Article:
Practically everything! For my first wedding, I was still in law school. My parents and his paid most of the cost. The wedding took place in my husband’s home town, and his parents were involved in a lot of the planning. He invited his large extended family, which far outnumbered mine, and we had very few friends present. We worked very hard on not personalizing the wedding. We declined to write our own vows, had engraved cream-colored invitations, left the wedding music up to the organist, left the chuppah up to the synagogue, and left the flowers up to his mother. The ketubah was written by the groom’s brother-in-law, and was just plain text on a white background, with no English at all. His parents walked him down the aisle, and mine walked me down the aisle. My wedding gown was white, long-sleeved, and quite simple with no train. I wore no jewelry with it. I did not have anyone do my hair or makeup. The veil was a plain tulle circle with a comb, and no tiara. My shoes were plain white sandals. The reception was an open bar and lunch in a restaurant that we took over for the occasion, with no dancing. We did not have a guestbook or wedding album.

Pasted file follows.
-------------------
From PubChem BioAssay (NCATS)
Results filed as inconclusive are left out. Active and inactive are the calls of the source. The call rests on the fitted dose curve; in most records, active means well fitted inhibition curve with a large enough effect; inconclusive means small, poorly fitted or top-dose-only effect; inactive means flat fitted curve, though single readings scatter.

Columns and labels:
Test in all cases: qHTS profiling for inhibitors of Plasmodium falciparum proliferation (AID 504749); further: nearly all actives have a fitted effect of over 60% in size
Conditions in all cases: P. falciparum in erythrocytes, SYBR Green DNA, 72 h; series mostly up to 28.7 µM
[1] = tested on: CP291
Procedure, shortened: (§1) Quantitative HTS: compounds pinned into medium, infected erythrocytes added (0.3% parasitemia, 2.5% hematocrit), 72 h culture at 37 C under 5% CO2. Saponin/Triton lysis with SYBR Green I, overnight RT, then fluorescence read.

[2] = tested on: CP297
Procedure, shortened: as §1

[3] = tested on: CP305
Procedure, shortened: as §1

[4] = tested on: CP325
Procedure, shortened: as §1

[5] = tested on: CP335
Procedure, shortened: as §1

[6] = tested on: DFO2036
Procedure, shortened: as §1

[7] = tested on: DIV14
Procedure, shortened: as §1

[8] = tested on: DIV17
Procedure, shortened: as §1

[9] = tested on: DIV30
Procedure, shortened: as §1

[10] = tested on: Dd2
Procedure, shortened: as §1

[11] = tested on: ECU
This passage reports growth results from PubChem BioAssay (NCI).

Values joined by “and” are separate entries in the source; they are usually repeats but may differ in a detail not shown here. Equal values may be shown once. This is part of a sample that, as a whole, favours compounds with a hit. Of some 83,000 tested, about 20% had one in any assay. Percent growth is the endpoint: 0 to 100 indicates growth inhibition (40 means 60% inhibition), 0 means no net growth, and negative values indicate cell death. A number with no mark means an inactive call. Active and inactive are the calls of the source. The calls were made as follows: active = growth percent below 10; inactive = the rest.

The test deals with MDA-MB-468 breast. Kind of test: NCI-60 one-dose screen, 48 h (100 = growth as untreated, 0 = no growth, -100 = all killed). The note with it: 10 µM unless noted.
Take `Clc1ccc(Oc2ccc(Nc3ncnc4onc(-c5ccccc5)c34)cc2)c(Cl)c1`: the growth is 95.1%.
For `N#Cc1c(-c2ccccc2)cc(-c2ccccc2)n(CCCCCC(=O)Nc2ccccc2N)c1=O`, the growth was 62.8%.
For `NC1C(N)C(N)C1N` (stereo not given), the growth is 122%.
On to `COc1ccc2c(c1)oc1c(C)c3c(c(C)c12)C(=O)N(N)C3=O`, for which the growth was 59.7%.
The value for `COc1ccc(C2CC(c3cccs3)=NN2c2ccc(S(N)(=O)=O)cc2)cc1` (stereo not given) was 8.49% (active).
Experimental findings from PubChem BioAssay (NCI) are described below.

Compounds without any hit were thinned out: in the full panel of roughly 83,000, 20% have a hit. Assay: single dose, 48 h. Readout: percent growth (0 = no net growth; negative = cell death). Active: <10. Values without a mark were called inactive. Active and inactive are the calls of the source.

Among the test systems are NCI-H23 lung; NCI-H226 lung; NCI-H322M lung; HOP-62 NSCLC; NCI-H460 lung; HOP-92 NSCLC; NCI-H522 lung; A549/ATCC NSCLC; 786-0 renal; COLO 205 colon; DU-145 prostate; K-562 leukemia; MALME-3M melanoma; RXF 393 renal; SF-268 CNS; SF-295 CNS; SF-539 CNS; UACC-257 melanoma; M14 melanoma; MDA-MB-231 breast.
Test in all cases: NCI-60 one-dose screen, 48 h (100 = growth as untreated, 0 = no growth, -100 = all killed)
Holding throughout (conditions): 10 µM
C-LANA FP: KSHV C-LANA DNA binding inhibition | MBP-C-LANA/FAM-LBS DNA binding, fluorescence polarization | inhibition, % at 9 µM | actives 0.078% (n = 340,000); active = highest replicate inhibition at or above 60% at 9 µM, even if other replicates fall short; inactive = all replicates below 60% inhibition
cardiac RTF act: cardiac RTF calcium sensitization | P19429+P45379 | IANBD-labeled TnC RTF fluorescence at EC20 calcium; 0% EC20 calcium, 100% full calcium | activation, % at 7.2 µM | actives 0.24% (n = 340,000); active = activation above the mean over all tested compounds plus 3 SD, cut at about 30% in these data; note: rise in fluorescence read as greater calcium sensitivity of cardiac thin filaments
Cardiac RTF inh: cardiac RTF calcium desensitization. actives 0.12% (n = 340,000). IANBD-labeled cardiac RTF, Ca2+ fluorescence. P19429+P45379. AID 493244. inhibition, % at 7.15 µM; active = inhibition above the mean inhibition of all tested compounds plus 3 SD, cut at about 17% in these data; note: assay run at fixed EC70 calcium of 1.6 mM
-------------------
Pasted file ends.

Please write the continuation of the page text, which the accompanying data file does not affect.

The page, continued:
This time around, there is no groom–my fiancee is also female. We are paying for the wedding ourselves, with no assistance. We’re having the wedding in Massachusetts, where we know virtually no one. There will be under 20 people at our wedding and luncheon immediately afterward, but we will have a big party in DC for all our friends afterward. Neither my parents nor hers will be there, but my ex-husband and children will be. We have done all the planning ourselves. My fiancee designed the invitations. We have a very artistic ketubah designed by a professional, with custom text in both Hebrew and English. We are building our own chuppah. We wrote the entire ceremony, and more than half our guests will have speaking parts in it. We picked out all the ceremony music, which we are putting on a CD. My fiancee and I will be walking down the aisle together. For the reception back home, we have a nontraditional venue, so we are arranging all the food, decoration, and entertainment ourselves. My gown is ivory and strapless with a split front and a chapel length train. I’ll be wearing a crinoline, opera gloves, bridal slippers, pearls, and a tiara with it. We’re having someone come to the synagogue to do our hair and makeup. We will have a local musician playing at our reception, and will have dancing. We are taking dance lessons so we can have a swing dance as our first dance. We’ll have fun touches like a chocolate fountain and a DIY "photobooth" that will produce souvenirs for our guests, a unique guestbook for us, and pictures for an album that a friend is making us.
In real terms, our budget this time is probably less this time than it was for my first wedding. However, this one will be far more personalized, and less focused on what we "ought" to do.